How does EEOC mediation work? Is it worth it? How about during COVID-19? Ask away!


Image by Gerd Altmann from Pixabay

Most of you know that I’m not just a handsome hecka-handsome and snarky employment law blogger, but I’m also a management-side employment attorney too.

But, did you also know that I’m also an employment law mediator?


For over a decade, I have volunteered as a mediator in the U.S. Equal Employment Opportunity Commission’s Mediation Program. Several federal courts ask me to mediate cases, and I also help parties resolve employment disputes privately. Here is my mediator’s CV.

To be quite honest, as much as I love blogging and employment litigation and counseling, my real passion is mediation. So, I was pleased to read here yesterday that the EEOC has announced a pilot program to increase voluntary mediations.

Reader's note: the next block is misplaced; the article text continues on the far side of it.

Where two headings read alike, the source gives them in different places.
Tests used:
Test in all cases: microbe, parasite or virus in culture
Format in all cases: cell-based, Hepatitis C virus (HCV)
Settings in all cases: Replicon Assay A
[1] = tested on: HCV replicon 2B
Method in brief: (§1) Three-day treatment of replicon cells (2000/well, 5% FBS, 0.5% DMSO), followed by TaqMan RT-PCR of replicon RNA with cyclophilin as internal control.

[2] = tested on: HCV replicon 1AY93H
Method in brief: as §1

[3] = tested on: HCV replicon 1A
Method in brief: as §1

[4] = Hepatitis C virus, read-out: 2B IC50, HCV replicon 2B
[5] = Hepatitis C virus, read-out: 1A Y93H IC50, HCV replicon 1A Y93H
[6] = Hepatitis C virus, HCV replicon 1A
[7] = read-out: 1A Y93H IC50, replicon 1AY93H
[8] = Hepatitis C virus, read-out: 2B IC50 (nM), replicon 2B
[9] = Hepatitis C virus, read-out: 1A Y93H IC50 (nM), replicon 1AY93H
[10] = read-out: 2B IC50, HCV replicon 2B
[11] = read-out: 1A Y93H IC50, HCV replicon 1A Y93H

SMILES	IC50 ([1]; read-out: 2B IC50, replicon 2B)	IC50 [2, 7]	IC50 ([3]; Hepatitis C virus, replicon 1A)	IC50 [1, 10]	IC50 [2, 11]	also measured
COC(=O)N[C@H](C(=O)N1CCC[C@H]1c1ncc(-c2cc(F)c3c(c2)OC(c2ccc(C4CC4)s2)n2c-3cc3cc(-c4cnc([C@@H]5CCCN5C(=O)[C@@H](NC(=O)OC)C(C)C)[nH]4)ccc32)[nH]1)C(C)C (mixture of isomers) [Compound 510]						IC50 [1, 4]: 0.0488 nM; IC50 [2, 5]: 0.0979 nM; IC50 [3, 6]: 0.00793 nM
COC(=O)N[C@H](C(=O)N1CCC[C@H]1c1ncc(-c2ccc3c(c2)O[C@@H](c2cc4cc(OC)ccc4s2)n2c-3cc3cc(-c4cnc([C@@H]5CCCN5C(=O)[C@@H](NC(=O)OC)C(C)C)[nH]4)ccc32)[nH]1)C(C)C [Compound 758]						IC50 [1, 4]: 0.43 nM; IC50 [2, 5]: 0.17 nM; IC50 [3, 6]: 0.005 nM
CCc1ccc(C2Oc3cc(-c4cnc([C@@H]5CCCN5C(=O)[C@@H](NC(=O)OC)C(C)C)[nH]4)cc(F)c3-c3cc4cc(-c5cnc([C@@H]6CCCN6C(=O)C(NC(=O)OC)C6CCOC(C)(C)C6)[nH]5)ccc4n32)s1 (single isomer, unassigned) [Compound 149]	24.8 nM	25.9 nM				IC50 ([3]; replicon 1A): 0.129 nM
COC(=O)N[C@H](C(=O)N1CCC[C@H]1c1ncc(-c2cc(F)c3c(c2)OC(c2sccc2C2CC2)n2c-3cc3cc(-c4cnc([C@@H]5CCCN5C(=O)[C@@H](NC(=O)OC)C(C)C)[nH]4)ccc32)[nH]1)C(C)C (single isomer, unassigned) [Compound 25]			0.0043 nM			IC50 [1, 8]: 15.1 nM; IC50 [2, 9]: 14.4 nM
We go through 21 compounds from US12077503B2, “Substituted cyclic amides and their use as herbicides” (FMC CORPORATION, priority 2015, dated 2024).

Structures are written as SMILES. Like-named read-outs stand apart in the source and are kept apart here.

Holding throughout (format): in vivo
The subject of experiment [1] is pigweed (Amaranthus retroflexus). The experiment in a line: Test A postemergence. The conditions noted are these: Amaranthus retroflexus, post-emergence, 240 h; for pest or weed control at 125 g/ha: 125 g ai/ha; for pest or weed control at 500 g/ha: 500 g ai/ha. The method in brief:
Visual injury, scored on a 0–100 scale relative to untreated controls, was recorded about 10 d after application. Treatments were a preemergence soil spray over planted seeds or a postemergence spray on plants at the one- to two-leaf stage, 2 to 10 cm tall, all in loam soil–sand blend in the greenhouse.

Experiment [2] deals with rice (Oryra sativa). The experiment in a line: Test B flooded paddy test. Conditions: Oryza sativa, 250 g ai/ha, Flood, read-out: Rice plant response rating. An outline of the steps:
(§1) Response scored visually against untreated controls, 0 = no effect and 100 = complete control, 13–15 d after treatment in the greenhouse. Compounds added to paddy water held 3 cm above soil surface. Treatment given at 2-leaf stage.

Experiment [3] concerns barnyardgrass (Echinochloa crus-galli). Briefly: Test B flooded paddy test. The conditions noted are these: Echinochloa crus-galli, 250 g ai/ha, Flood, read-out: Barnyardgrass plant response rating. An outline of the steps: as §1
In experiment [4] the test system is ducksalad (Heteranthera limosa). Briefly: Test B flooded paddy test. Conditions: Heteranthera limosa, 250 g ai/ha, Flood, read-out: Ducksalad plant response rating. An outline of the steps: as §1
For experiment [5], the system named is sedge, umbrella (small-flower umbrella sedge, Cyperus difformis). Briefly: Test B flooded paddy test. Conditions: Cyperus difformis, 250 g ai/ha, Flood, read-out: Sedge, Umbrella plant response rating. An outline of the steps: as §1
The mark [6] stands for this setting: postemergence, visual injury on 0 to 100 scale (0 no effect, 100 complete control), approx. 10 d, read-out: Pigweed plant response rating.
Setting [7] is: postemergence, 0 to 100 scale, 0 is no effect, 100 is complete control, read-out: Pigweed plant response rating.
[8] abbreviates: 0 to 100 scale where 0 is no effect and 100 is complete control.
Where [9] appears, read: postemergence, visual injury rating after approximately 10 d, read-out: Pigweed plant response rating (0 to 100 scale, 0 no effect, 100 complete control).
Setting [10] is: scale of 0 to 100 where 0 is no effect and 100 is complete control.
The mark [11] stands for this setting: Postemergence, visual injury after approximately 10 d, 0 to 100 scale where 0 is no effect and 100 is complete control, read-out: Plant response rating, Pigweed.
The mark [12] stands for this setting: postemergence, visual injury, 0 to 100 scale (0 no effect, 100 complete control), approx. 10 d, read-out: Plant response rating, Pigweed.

Starting this past Monday, the EEOC expanded the categories of charges eligible for mediation and, generally, allows for mediation throughout an investigation. Previously, certain types of cases would not be mediation-eligible. Plus, once the Charge advanced to an investigation, it was difficult damn near impossible to mediate the dispute at the EEOC because only specific categories of charges are referred to the mediation program at the beginning of the charge investigation process.

The EEOC pilot will also expand the use of technology to hold remote mediations. I’ve mediated several already both privately and with the EEOC. Recently, I wrote about ten keys to success for a remote mediation here for Law360. (You’ll need a subscription to read the article.)

How can I help you?

I don’t mean this as a sales pitch. Instead, I’m offering you the opportunity to ask me questions about the EEOC’s mediation program and employment law mediation generally. Just email me.

Tomorrow, I’ll post a video in which I answer some of the questions. (And I promise not to reveal your secret identity).

“Doing What’s Right – Not Just What’s Legal”
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